442839 Polymerization Reactions in Molecular Modeling: Simulated Annealing Based Solution of the Traveling Connoisseur Problem

Monday, November 9, 2015
Exhibit Hall 1 (Salt Palace Convention Center)
Michael Wurmstein, Sriramvignesh Mani and Rajesh Khare, Chemical Engineering, Texas Tech University, Lubbock, TX

Polymerization Reactions in Molecular Modeling: Simulated Annealing Based Solution of the Traveling Connoisseur Problem

                A long term goal of material science research is the capability to synthesize materials with exactly predetermined and customizable physical properties at low cost.  As this lofty goal has not yet been attained, the industrial demand for niche materials with novel applications continues to be unfilled.  Combinatorial synthesis can provide large libraries of certain materials, yet at great investment of time and resources.  For applications demanding precisely defined material properties, the combinatorial search may be limited to an appropriately chosen set of candidates by first simulating the full spectrum of combinatorics and predicting physical properties.

                For example, the primary obstacle to economically sustainable alcohol based biofuels is the cost of separation.  The large expense of separating water and bioalcohols with conventional distillation may be circumvented by performing pervaporation with a polyacrylate copolymer membrane.  As the membrane must be selected for desired absorbance and diffusion properties of a particular alcohol-water mixture, this problem is sufficiently multivariate to lend itself well to simulation.  Previous work has created molecular models of linear chains and cross-linked polymers by polymerizing a simulated mixture of monomers.  In real copolymers, certain interspecies connections are extremely unlikely and reactions rarely go to completion.  To address more general systems of copolymers, the mutual reactivity of different monomers and the extent of polymerization are considered in an algorithm for polymerizing an atomistic model.  The long term goal of this work is to produce a general algorithm for producing amorphous polymer models with consideration for the specific reaction probability as well as overall and individual species conversion.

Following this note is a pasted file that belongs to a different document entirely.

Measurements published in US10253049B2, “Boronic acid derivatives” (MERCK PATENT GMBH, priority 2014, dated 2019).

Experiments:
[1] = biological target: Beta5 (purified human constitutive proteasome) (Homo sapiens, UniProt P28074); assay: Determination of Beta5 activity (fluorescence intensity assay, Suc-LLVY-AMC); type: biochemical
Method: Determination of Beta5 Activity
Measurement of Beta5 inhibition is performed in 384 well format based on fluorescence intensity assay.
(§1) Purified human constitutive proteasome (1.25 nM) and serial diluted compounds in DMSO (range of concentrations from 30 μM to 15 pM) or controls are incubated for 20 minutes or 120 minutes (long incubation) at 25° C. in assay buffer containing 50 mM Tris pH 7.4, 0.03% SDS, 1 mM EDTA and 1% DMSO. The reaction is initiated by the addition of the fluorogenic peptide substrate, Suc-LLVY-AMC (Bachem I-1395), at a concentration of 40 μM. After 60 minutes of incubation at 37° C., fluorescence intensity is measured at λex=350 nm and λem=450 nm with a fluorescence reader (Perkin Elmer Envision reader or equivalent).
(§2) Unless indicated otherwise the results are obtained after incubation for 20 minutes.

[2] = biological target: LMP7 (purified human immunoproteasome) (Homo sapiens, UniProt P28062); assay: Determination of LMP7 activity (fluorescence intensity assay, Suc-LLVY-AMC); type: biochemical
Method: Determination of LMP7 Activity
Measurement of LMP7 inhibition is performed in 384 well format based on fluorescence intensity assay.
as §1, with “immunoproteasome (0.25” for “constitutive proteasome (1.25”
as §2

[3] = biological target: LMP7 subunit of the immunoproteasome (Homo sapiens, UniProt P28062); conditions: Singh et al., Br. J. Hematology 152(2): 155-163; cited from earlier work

The first step in creating polymer model structures is to simulate a polymerization reaction by creating bonds between unreacted monomers in a simulation box.  Relaxed model structures are obtained by polymerizing in a sequence to achieve minimum total new bond length, since molecules in a fluid state will be at distances greater than equilibrium bond length.  Thus, the problem becomes to propose new bonds meeting the requirements for allowable reactions and extent of reaction while minimizing overall new bond length.  This multivariable optimization problem is a generalization of the classic Traveling Salesman problem, herein denoted the Traveling Connoisseur.  While the traveling salesman must visit N of N cities, the more discriminating travelling connoisseur needs to visit only nN of N cities and has no additional cost other than the travel cost.  A solution to the Traveling Connoisseur is developed employing simulated annealing, a Monte Carlo optimization technique wherein a random initial solution is proposed and then modified with stochastic changes.  Each change is evaluated according to the Metropolis Criterion, which always accepts changes which lower the cost and sometimes accepts moves which increase the cost.  The probability with which uphill moves are accepted decreases throughout the simulation, until the system configuration finally ceases to change, yielding the desired optimum solution.

                This algorithm, as currently implemented, allows addition type reactions, such as those occurring in polyacrylates, polystyrene, and polyethylene.  The user may allow or deny any interspecies and intraspecies reactions, thereby restricting chemically impossible combinations.  The method has been used to produce model structures of linear homopolymers such as polybutyl acrylate and poly-2-hydroxy ethyl acrylate, copolymers of butyl acrylate and 2-hydroxy ethyl acrylate, as well as cross-linked polyacrylates.  Ongoing work is focused on generating configurations of multiple disjoint chains in tandem.

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